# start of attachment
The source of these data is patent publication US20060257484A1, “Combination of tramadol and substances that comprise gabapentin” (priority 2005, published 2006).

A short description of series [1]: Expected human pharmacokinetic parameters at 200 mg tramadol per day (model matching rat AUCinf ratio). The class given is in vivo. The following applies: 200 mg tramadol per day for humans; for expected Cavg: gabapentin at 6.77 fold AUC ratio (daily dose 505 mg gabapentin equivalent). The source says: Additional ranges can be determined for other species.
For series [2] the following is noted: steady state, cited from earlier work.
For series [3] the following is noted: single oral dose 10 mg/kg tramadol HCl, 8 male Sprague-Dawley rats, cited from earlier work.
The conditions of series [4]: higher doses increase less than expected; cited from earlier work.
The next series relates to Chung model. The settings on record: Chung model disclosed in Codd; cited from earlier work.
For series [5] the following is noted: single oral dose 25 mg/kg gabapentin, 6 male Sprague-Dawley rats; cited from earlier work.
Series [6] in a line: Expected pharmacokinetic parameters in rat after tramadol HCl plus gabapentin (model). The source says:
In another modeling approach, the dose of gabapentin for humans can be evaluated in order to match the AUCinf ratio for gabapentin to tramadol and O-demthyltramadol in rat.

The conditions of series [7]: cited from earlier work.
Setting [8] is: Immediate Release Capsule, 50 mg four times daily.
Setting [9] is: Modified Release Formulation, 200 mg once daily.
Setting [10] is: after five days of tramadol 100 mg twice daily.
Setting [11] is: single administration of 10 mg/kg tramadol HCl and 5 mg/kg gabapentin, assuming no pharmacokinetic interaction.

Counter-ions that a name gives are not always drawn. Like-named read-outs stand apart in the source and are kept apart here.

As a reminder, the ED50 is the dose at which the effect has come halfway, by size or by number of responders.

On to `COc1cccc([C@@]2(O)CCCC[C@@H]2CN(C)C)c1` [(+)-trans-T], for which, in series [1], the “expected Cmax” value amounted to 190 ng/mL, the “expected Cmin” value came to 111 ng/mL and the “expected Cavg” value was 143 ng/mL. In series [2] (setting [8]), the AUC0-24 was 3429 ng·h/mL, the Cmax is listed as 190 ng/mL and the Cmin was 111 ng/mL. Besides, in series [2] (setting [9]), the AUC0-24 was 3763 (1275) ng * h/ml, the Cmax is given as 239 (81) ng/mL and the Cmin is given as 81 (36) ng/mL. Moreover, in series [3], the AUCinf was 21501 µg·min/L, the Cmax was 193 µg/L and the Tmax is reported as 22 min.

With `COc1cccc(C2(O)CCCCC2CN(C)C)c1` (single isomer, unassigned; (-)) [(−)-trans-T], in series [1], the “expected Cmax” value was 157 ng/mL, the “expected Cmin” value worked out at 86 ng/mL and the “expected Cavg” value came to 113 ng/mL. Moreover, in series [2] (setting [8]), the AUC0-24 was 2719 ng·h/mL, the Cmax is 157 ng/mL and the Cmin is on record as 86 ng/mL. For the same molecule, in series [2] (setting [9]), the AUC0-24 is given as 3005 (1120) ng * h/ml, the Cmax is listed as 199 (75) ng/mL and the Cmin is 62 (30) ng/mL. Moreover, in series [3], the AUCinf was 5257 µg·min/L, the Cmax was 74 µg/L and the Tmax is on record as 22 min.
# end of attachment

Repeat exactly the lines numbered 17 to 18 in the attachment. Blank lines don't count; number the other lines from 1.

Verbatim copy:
On to `COc1cccc([C@@]2(O)CCCC[C@@H]2CN(C)C)c1` [(+)-trans-T], for which, in series [1], the “expected Cmax” value amounted to 190 ng/mL, the “expected Cmin” value came to 111 ng/mL and the “expected Cavg” value was 143 ng/mL. In series [2] (setting [8]), the AUC0-24 was 3429 ng·h/mL, the Cmax is listed as 190 ng/mL and the Cmin was 111 ng/mL. Besides, in series [2] (setting [9]), the AUC0-24 was 3763 (1275) ng * h/ml, the Cmax is given as 239 (81) ng/mL and the Cmin is given as 81 (36) ng/mL. Moreover, in series [3], the AUCinf was 21501 µg·min/L, the Cmax was 193 µg/L and the Tmax is reported as 22 min.

With `COc1cccc(C2(O)CCCCC2CN(C)C)c1` (single isomer, unassigned; (-)) [(−)-trans-T], in series [1], the “expected Cmax” value was 157 ng/mL, the “expected Cmin” value worked out at 86 ng/mL and the “expected Cavg” value came to 113 ng/mL. Moreover, in series [2] (setting [8]), the AUC0-24 was 2719 ng·h/mL, the Cmax is 157 ng/mL and the Cmin is on record as 86 ng/mL. For the same molecule, in series [2] (setting [9]), the AUC0-24 is given as 3005 (1120) ng * h/ml, the Cmax is listed as 199 (75) ng/mL and the Cmin is 62 (30) ng/mL. Moreover, in series [3], the AUCinf was 5257 µg·min/L, the Cmax was 74 µg/L and the Tmax is on record as 22 min.